When I first started having these problems years ago, my doctor said, “Stop writing.”  She might have been kidding.  She has that type of deadpan delivery that puzzles even me, an expert of deadpan delivery.

Despite my doctor’s advice, I haven’t stopped writing.  I haven’t even slowed down.  But I’ve had to make adjustments to the way I physically write over the years.  In the video below, I talk about some of the physical problems caused by writing and what I’ve done to solve these issues.

Awkward Moments in Dating: The Long Drive Home

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A bunch of awkward stuff had already happened on this date.  Jenny was obsessed with Garth Brooks, and I had never heard of the guy (in my defense, this was in 1991).  She had picked out a restaurant that her ex-boyfriend managed.  My nose had gotten runny during the meal.  I had made a cocaine joke that Jenny and the ex-boyfriend misinterpreted.  Then Jenny covered up her cleavage and announced that she wanted to go home.

On the drive home,  she leaned toward the door on the passenger side and didn’t say much.  As awkward as I felt, I knew this was the end of a short date.  That was good.  Sometimes bad dates lingered on too long, as if the women were trying to get me to spend as much money as possible before I took them home.  Then again, maybe that was just my paranoia.

“You pick the music,” Jenny said, her voice flat.  She had chosen Garth Brooks on the way to the restaurant, so at that moment it was my turn.

“Garth Brooks,” I said with forced enthusiasm.  “I dig Garth Brooks.”  Even if the date had turned disastrous, I still wanted to be a gentleman.

“You’re a bad liar,” Jenny said and pulled out a David Bowie CD from my mini-collection in the car.  “Let’s listen to the weird guy,” she said.

“You’ve probably heard the third song on that,” I said.

After the song started, Jenny was silent for about 30 seconds and said, “Nope, never heard it.”

“You’ve never heard that on the rock stations,” I said.

“I don’t listen to rock stations.”

“You only listen to country?” I said, exasperated.

“There’s nothing wrong with country,” she said.  “People always act like I’m the weirdo for listening to country.  You’re the one listening to this weirdo.”  She held up the David Bowie CD cover.

“He’s actually kind of relatively tame compared to a lot of musical artists.”

“Right,” Jenny said.  “Weirdos.  You don’t look like the type to like weirdo music.”

I laughed at the term weirdo music, but she was right in that I dressed and groomed myself very conservatively.  I just have that look, so I stick to it.  Jenny’s ex-boyfriend had had that look too.  I guess that’s what she was into.

Except for the music, there was a lot of silence on the drive.  I’d rather have the awkward silence than the awkward conversation.  Some people would rather talk over the awkward part, but that’s also when people end up saying stupid stuff that can be used against them later.  I’d rather have that awkward silence and not say something stupid.  But Jenny looked a little sad and uncomfortable.  Even if this date had been awkward enough for her to cover cleavage, I didn’t want her feeling sad and uncomfortable.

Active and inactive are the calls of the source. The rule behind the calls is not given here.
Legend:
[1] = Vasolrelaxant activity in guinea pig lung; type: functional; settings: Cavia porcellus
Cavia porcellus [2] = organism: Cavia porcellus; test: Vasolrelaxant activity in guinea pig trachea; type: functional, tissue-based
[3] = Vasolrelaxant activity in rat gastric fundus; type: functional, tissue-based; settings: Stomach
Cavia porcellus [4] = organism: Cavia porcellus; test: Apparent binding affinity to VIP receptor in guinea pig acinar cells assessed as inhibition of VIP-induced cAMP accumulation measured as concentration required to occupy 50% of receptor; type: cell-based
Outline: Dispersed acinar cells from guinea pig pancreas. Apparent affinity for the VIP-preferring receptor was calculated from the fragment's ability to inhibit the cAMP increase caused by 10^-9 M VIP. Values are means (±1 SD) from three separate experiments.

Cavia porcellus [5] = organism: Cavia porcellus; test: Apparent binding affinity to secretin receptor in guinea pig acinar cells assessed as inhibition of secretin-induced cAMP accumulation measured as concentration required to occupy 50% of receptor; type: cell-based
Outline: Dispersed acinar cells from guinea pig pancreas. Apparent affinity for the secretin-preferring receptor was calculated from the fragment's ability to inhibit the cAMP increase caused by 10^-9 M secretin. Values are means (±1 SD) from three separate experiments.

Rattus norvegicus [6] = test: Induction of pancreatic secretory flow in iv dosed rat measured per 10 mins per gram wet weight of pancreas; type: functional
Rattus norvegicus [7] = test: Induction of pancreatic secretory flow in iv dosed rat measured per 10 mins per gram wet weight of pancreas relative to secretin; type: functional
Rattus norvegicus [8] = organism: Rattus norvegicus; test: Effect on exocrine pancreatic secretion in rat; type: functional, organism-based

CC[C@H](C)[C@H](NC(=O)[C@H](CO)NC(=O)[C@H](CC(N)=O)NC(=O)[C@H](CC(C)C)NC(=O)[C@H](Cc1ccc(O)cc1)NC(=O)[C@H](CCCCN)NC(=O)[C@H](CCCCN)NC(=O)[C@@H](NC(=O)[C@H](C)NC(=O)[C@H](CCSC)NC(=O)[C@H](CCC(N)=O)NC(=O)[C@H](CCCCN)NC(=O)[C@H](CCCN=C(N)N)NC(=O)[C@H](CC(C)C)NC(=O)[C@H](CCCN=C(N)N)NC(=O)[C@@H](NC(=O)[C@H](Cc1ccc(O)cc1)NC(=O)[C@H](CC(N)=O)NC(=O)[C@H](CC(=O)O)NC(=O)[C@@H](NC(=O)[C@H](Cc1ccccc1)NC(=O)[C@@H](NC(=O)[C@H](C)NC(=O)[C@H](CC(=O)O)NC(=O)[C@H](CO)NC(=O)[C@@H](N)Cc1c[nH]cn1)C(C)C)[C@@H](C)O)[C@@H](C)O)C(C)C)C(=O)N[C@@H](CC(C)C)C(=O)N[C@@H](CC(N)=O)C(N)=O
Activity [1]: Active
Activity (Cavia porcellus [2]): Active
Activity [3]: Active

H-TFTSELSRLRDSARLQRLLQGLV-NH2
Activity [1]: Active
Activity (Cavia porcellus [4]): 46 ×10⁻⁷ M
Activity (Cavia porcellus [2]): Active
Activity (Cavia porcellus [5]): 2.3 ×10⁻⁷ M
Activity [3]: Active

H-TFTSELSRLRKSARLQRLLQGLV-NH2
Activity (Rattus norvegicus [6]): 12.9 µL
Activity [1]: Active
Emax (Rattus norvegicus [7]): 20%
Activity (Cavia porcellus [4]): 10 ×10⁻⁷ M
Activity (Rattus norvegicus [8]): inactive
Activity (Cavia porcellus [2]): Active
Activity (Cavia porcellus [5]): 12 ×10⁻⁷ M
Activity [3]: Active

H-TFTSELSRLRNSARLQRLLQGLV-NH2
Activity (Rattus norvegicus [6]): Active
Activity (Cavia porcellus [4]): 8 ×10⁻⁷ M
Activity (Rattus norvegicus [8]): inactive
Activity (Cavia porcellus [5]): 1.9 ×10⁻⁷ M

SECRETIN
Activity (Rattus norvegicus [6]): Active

“I think Bob still has a thing for you,” I said.

Jenny smiled, her first sincere smile since the restaurant.  “Really?”

Okay, things were making more sense, I thought.  “Yeah, I think he sabotaged me by making my food extra spicy hot.”

“You can’t handle spicy hot?”

“I can handle spicy hot,” I said with authority.  “That bastard put something else in there to make my nose run.”

She laughed.  “No, he didn’t.”

“That bastard wanted me to have a runny nose in front of you.”

“He wouldn’t do that.”

“That bastard knows that a guy with a runny nose can’t compete with him.”

“He’s not the type to do that.”

“You’re gorgeous enough to make a guy that type,” I said.  “That bastard probably can’t stand it to see you with anybody else.”

I kept accusing him of sabotaging the date, and she kept denying it, but she never told me to stop using the word bastard.  Even if the date was almost over, I was glad it was ending on a good note.  She wasn’t silent.  She was back in a good mood, even though I was gently mocking her ex-boyfriend.

When I pulled into her apartment parking lot, I was expecting a quick good night.  That was all I deserved.  All I’d done was take her to a restaurant.  We hadn’t even gone to a movie, and we hadn’t gotten to the European vacation yet.  After the awkwardness of this date I thought the passenger door would have been open before the car had come to a complete stop.  It had happened before, more than once.

Instead, Jenny lingered.  “I’m sorry this date was so short,” she said.  “I’ve had a long week.”

“That’s okay,” I said.  “Maybe another night.  I can call you.”  As you know, that’s code for goodbye.  But I said it with dignity.

Jenny stared at me for a moment, started to say something, stopped, and then looked at me again.  I was going to ask if everything was alright, but then she said:

“Do you to come inside?”


To be continued!

And start here to read Awkward Moments in Dating from the beginning!

Are These Old Books Too Ugly To Display?

This might be beat up, but it’s been in my family for over 50 years.

I don’t own as many books as I used to.  25 years ago, my home/apartment was filled with shelves stocked with books of all kinds.  Then I started a family.  Then we started moving a lot.  Then I realized that holding on to too many books was impractical.  I knew that I was going to reread only a few of them.  Decades later, I’m down to a fraction (I don’t know the precise fraction) of books, and most of them are really old and beat up and kind of ugly.

I like these old ugly books.  When we move again, I’ll be willing to pack these books and move them yet again.  Yeah, I’ll probably curse and throw a couple fits on moving day/week, but it will be worth it.